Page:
“Forgiveness is the fragrance that the violet sheds on the heel that has crushed it.” – Mark Twain
How do you forgive someone…I mean, really forgive?
Are we mandated to just “forgive and forget” as if we were never offended…damaged…betrayed…broken?
Well, the truth is that we were not made to have to even fathom the concept of forgiveness since we were made to live in The Garden…in perfection.
We were not made for this world with its viciousness and filth. But, of course, we do live in a fallen and sinful world where predators prey on the most innocent among us. So, how do we forgive?
Just like the violet, we’ve been crushed – the fragrance that comes from us after that “crushing” is not determined by how we feel about the “heel” that crushed us, but instead by the choice to be the opposite of that “heel”.
I choose to look at forgiveness this way: As long as I let my anger, resentment, hatred, fear…etc. consume me, I am still controlled by the one who offended me. I choose to work through my grief, yes, but not allow my focus to be on the offender, but rather to be on my own healing.
Because hatred toward another, no matter what the offense, will always damage us more than them.
I’m trying to master this myself and am by no means there yet, but I do long for the day when the actions of others – past and present – don’t consume my thoughts, control my emotions or steal my peace and joy.
Forgiveness just means letting go by a choice of the will.
It doesn’t mean condoning or enabling; Instead, it’s an understanding that a God is far more capable than we are to deal with the offender, and we can’t possibly focus on revenge or retribution…or even carrying a grudge, and properly focus on healing at the same time.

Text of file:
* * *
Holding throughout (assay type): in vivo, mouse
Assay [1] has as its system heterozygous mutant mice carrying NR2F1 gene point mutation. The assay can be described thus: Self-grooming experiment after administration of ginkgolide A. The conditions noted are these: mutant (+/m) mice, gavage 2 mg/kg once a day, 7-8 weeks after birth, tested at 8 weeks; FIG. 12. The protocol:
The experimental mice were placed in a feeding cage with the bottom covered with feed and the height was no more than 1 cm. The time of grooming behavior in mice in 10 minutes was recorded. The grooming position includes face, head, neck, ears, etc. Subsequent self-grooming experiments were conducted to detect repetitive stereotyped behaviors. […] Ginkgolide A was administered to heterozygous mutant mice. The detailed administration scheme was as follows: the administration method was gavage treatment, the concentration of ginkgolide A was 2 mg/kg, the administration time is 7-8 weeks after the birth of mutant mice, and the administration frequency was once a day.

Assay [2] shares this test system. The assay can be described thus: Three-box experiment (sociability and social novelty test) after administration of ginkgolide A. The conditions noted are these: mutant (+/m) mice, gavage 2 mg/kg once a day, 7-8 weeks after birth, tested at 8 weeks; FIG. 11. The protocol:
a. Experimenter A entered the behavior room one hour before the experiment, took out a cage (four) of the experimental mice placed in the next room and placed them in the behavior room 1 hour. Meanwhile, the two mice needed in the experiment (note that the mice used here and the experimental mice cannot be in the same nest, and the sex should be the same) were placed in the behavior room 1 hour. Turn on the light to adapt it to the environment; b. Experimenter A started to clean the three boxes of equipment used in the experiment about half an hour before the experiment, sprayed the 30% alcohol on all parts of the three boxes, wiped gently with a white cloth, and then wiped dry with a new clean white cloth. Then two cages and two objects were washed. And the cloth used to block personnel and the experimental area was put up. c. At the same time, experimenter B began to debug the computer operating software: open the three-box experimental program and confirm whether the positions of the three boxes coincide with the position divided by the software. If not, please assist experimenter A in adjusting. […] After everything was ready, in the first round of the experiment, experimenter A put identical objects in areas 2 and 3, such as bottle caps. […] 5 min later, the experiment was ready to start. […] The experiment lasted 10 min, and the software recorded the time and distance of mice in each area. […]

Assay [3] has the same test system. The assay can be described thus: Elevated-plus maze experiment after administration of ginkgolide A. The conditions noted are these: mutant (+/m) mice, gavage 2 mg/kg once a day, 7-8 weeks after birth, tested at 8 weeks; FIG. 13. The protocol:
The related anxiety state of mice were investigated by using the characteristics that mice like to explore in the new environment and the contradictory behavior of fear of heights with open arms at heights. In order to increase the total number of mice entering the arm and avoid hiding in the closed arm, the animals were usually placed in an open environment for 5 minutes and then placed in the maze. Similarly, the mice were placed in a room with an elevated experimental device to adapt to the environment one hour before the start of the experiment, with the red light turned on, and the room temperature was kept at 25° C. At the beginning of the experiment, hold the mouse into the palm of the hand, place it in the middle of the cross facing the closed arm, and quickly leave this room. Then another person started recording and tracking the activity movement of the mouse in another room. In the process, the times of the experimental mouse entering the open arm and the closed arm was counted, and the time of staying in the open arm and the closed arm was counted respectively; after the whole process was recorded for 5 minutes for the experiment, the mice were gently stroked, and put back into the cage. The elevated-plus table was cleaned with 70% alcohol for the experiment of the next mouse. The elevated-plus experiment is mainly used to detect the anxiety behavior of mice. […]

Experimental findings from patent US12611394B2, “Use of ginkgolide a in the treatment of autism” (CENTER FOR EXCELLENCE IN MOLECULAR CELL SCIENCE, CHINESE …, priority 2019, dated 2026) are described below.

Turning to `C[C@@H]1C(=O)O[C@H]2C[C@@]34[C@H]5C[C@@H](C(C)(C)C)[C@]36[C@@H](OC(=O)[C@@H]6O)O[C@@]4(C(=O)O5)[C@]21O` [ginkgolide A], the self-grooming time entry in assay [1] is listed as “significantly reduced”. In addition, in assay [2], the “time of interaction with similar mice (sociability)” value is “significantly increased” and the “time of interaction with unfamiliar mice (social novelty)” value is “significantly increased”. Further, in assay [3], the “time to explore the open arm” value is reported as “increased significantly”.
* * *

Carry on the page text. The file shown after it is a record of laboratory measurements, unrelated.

Forgiveness means freedom because the freedom is for the violet…not the heel that’s left covered in the fragrance like a constant reminder.
The truth is that forgiveness isn’t about the offender; it’s about the one who is wounded. To “forgive and forget” is a phrase mistakenly used to describe how we should look at the one who has offended us. Instead, I believe it’s an attitude of mental, emotional and spiritual freedom that allows us to “forget” in the sense that the offense neither defines us nor controls us.
The beauty of forgiveness is that it allows us to fully function in the rhythms of God’s grace.
And by that grace we can heal and live in the freedom – the way we were created to live.
Because we were not created to have to forgive (we were made to live in fellowship with God and man in The Garden) it is a truly supernatural act – we are never more like our Creator than when we function in His power…
And I just believe it makes God smile to see us live in such freedom.
Choosing to forgive is a choice to not live beneath your privilege, but instead to just be free!
Peace to you…